Mughal princess Roshanara is linked with cricket; Mohun Bagan beat Great Britain team

There have been many unusual incidents and strange facts in Indian sports which have been lost in the mists of history. The passing of the years have relegated these events to the background and the present generation knows little about these occurrences. For example there is a connection between cricket in India and the name of Princess Roshanara Begum, daughter of Emperor Shah Jahan.

The royal lady was a multi-talented woman who supported her brother Aurangzeb during his rise to power. After Aurangzeb’s accession to the throne in 1658, Roshanara was given the title of Paadshah Begum and became a powerful political figure. During her lifetime she created a garden in Delhi which is known as the Roshanara Bagh. It is one of the biggest gardens in Delhi and sees the visit of migratory birds in winter. In 1922, within the premises of this garden, was created the posh and prestigious Roshanara Club named after the former princess.

It was in this club that the founders of the BCCI such as the Maharaja of Patiala Bhupinder Singh, R.E. Grant Govan, Anthony De Mello and delegates from Delhi, Rajasthan and Mumbai used to meet to plan the formation of the BCCI. The august body eventually came into existence in December 1928. The headquarters of BCCI is now located in Mumbai but it was at this club, named after Princess Roshanara Begum, that the idea of BCCI germinated and blossomed.

MS Education Academy

The club also has a well laid out cricket museum and famous players like Sir Jack Hobbs and celebrities including Lord Mountbatten and actor Richard Attenborough have often visited the premises.

During the British Raj, the contests on the sports fields and the struggle for independence often became intertwined. One strange story concerns an English cricketer, Stanley Jackson who became captain of England and ensured victory in The Ashes series against Australia in 1905.

Attempt on cricketer Jackson’s life

Stanley Jackson

Earlier Jackson had played for Cambridge University and helped Ranjitsinhji when the Indian ace was struggling to get selected in the University team. During his lifetime, Jackson became a volunteer soldier in the second Boer War and rose to become a Lieutenant Colonel. He then entered politics and came to India where he was appointed Governor of Bengal in 1927.

In 1932 while attending the convocation of Calcutta University he escaped an assassination attempt. A female student Bina Das fired five shots at him from close range. Amazingly he managed to avoid all five bullets by moving quickly. After the student had been captured he continued with his speech as if nothing untoward had happened. Till today he remains the only captain of England’s cricket team who was fired upon by a would-be assassin.

The life of the student Bina Das ended tragically. She was a highly educated young woman from a reputed family. After the incident she was sentenced to nine years rigorous imprisonment. When she was released, she got married but her husband passed away early. She thereafter led a lonely life in Rishikesh and one day she was found dead by the roadside.

Mohun Bagan beat British Rifle Brigade

Mohun Bagan

In 1911, India’s oldest football club Mohun Bagan AC (founded in 1889), which is now known as ATK Mohun Bagan, created history by becoming the first Indian team to win the prestigious IFA Shield. The British organisers allowed only a select few Indian teams to take part. Mohun Bagan was given this honour from 1909. For the first two years the club struggled to find its footing against the strong British army teams.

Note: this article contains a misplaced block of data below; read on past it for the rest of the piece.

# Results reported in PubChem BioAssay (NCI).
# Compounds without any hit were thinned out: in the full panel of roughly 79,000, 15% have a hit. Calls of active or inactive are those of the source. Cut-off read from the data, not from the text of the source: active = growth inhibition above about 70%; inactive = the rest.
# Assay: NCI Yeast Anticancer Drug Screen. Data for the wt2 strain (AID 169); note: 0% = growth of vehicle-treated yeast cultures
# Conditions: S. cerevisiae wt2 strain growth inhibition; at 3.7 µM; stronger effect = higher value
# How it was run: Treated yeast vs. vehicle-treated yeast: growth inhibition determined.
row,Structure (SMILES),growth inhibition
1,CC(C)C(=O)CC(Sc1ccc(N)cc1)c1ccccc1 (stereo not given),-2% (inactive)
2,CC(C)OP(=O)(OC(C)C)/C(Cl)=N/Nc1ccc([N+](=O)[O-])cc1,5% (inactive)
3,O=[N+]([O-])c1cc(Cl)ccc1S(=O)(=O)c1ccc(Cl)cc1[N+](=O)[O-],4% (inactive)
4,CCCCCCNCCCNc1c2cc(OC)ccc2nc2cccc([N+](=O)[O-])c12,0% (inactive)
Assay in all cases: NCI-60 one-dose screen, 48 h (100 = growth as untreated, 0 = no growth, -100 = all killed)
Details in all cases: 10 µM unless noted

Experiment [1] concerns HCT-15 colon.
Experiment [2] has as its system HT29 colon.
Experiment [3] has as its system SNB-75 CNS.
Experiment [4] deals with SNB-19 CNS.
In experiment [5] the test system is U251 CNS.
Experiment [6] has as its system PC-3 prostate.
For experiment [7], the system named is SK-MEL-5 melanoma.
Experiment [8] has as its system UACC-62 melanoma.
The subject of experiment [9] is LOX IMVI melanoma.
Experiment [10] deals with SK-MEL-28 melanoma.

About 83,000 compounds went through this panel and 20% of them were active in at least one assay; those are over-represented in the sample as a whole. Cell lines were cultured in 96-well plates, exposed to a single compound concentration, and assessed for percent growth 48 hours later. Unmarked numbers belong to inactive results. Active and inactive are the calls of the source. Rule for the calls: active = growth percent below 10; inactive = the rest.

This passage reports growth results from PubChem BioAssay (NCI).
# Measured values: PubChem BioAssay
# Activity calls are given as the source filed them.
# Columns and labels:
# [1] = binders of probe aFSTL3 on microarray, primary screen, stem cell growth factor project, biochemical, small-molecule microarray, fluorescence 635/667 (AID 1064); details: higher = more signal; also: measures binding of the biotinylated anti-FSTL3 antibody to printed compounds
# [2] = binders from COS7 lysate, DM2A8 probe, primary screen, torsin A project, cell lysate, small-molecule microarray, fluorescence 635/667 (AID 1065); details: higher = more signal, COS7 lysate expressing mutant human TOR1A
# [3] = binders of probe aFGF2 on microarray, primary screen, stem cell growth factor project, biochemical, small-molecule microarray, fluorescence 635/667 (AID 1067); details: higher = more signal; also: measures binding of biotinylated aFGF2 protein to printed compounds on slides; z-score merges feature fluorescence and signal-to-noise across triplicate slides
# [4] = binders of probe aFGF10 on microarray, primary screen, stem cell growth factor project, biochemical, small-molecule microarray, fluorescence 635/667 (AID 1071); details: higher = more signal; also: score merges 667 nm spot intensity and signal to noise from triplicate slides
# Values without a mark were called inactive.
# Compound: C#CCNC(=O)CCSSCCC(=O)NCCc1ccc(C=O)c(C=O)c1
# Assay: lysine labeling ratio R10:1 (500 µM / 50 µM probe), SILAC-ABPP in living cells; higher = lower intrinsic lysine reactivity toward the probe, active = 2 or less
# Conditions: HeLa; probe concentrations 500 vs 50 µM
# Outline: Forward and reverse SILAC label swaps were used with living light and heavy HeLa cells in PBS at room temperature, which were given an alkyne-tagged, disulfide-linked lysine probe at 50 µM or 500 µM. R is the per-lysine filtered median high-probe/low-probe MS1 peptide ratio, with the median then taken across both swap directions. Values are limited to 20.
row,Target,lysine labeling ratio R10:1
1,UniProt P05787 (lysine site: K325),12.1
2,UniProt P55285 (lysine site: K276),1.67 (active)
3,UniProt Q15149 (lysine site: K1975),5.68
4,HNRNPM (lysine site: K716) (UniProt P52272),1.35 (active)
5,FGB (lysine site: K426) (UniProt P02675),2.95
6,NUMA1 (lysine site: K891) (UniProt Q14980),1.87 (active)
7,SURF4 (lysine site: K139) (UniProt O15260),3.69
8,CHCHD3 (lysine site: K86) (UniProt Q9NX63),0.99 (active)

But in 1911, Mohun Bagan defeated rival after rival as it progressed up the ladder. It beat the Rifle Brigade (an infantry unit of the British army) and the Middlesex Regiment to reach the final where its opponent was the East Yorkshire Regiment. By now all Indians were in the throes of great excitement. On the day of the final, people flocked to Calcutta (now Kolkata) to witness the contest. Supporters of Mohammedan Sporting stood in unison with the fans of Mohun Bagan. Boat loads of people from the eastern region of Bengal (now Bangladesh) crossed rivers and streams to reach the ground. They forgot their own traditional rivalry between east and west Bengal, Muslim and Hindu, as their hearts became united with one single desire – to vanquish the oppressive rulers.

But due to overcrowding, thousands of people could not enter the ground and had to wait outside. They were relying on the shouts of their compatriots inside to know what was happening on the ground. Then the people devised a unique method of conveying information not only to those outside but to all citizens of Calcutta. They decided to make kites of different colours fly in the air.  A red kite would denote a British goal and a green kite would convey an Indian goal.

The pulsating match got underway and soon the British team went ahead. Their ace forward Sergeant Jackson hammered the ball into the Mohun Bagan goal and the huge crowd was shocked into complete silence. But they soon recovered their excitement and yelled themselves hoarse to encourage their own players. At last the Mohun Bagan captain Shivdas Bhaduri foxed the British defence and scored a goal. The score was now 1-1. Then in the final minutes, the tall and handsome striker Abhilash Ghosh fired in the all important second goal to give Mohun Bagan a victory.

Immediately the whole city erupted in uncontrolled joy. The sky was awash with colour as kites flew from all rooftops of Calcutta to herald the triumph of an Indian team for the first time. Thus in the days before cell phones, the people devised a unique method of communication by using paper kites to convey the message of their pride and achievement.

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